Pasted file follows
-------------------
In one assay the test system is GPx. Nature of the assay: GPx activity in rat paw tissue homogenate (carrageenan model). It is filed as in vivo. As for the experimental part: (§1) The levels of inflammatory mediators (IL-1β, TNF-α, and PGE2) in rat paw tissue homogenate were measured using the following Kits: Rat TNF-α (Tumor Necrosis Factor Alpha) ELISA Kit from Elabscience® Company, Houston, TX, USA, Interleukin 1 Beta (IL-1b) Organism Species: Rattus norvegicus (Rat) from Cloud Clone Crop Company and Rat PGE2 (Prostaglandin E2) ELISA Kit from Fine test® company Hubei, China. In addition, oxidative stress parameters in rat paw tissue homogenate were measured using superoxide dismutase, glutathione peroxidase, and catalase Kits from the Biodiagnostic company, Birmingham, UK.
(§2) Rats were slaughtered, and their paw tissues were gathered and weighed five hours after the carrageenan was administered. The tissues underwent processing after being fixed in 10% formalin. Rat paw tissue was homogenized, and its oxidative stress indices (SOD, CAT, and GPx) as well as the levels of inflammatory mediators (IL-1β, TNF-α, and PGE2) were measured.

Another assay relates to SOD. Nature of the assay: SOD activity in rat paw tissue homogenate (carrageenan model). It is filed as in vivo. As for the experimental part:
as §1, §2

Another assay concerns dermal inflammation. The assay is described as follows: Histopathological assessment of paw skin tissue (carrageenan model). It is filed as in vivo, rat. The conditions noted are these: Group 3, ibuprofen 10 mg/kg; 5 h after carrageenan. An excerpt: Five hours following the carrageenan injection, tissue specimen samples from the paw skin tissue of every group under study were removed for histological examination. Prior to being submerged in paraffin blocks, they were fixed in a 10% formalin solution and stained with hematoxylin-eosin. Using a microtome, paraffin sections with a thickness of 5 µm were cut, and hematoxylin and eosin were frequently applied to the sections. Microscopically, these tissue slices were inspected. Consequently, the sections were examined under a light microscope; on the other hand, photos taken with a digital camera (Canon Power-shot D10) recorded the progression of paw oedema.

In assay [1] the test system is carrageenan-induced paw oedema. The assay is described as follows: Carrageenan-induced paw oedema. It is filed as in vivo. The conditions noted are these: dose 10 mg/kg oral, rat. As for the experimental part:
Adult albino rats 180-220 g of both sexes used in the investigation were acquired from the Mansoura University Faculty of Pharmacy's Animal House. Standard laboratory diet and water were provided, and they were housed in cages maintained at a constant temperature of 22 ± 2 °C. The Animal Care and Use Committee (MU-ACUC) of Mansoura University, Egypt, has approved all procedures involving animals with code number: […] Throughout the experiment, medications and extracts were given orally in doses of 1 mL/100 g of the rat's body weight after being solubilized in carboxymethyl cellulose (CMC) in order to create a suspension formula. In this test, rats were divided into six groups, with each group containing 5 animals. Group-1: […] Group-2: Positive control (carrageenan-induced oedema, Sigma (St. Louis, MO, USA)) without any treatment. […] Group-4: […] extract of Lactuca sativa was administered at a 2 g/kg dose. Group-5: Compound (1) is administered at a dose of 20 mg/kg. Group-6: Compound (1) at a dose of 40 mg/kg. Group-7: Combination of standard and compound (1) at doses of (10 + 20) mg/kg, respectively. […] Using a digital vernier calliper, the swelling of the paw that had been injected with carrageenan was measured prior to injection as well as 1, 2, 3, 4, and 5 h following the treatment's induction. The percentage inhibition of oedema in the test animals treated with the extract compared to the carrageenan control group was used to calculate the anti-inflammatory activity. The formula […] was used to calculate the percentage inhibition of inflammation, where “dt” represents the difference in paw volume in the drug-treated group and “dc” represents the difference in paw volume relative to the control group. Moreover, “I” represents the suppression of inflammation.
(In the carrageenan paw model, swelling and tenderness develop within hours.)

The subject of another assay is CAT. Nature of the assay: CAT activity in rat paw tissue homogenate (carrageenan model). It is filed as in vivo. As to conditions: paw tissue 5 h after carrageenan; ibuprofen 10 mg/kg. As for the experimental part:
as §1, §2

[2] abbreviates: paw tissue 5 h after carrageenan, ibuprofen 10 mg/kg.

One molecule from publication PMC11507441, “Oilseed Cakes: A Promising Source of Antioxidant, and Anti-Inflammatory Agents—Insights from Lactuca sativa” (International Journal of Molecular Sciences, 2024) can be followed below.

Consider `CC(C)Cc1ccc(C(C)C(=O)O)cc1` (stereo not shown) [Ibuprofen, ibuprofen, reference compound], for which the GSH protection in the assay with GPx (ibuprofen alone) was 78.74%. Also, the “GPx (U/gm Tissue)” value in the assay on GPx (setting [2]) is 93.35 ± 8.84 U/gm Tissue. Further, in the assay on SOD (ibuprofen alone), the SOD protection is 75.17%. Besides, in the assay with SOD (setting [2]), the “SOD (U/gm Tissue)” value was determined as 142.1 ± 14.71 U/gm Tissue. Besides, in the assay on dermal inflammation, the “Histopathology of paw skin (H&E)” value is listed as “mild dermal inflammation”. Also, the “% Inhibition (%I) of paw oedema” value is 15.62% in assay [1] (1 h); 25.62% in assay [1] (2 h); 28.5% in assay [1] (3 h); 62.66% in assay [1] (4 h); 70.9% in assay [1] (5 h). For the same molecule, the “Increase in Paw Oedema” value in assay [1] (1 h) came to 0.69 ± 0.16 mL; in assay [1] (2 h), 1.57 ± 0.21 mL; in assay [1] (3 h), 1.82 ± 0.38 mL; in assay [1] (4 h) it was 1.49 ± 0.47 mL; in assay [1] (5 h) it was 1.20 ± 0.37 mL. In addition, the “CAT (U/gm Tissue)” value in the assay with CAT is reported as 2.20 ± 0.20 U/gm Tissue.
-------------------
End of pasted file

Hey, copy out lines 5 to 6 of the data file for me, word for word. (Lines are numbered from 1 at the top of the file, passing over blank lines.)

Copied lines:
Another assay concerns dermal inflammation. The assay is described as follows: Histopathological assessment of paw skin tissue (carrageenan model). It is filed as in vivo, rat. The conditions noted are these: Group 3, ibuprofen 10 mg/kg; 5 h after carrageenan. An excerpt: Five hours following the carrageenan injection, tissue specimen samples from the paw skin tissue of every group under study were removed for histological examination. Prior to being submerged in paraffin blocks, they were fixed in a 10% formalin solution and stained with hematoxylin-eosin. Using a microtome, paraffin sections with a thickness of 5 µm were cut, and hematoxylin and eosin were frequently applied to the sections. Microscopically, these tissue slices were inspected. Consequently, the sections were examined under a light microscope; on the other hand, photos taken with a digital camera (Canon Power-shot D10) recorded the progression of paw oedema.

In assay [1] the test system is carrageenan-induced paw oedema. The assay is described as follows: Carrageenan-induced paw oedema. It is filed as in vivo. The conditions noted are these: dose 10 mg/kg oral, rat. As for the experimental part: